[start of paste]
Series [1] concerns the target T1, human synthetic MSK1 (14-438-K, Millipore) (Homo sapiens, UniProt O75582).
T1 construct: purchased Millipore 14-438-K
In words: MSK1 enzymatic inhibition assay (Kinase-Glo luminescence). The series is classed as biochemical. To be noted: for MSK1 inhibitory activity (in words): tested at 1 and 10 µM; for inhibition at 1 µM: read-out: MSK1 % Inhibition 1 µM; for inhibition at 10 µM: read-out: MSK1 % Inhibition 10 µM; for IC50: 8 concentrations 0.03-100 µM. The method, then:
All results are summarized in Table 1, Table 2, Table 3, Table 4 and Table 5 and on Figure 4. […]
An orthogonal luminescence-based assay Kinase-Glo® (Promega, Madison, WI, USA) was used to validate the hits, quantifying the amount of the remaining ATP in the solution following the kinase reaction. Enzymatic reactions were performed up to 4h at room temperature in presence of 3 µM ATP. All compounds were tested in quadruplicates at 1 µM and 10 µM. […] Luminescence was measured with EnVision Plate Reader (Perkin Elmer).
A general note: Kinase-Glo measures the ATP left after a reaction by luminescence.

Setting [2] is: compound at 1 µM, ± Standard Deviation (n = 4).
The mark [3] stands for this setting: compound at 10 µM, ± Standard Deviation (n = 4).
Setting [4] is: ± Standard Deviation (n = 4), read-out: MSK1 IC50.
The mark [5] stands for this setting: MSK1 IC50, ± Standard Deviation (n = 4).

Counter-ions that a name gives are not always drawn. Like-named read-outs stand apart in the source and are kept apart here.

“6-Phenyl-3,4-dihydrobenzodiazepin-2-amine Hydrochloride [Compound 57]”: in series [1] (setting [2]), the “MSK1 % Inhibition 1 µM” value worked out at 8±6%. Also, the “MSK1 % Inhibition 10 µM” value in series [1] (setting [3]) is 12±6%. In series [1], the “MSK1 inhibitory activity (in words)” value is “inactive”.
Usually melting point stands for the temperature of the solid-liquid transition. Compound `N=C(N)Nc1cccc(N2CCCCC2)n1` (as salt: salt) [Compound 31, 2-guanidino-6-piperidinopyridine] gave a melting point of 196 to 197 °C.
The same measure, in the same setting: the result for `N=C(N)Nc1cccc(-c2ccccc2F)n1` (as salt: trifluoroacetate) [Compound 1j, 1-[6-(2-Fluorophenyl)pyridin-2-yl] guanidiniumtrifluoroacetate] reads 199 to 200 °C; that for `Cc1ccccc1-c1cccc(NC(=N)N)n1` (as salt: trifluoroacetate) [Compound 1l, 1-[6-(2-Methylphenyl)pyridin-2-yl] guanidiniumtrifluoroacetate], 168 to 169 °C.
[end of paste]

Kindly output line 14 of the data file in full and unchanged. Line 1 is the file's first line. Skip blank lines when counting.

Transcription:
The same measure, in the same setting: the result for `N=C(N)Nc1cccc(-c2ccccc2F)n1` (as salt: trifluoroacetate) [Compound 1j, 1-[6-(2-Fluorophenyl)pyridin-2-yl] guanidiniumtrifluoroacetate] reads 199 to 200 °C; that for `Cc1ccccc1-c1cccc(NC(=N)N)n1` (as salt: trifluoroacetate) [Compound 1l, 1-[6-(2-Methylphenyl)pyridin-2-yl] guanidiniumtrifluoroacetate], 168 to 169 °C.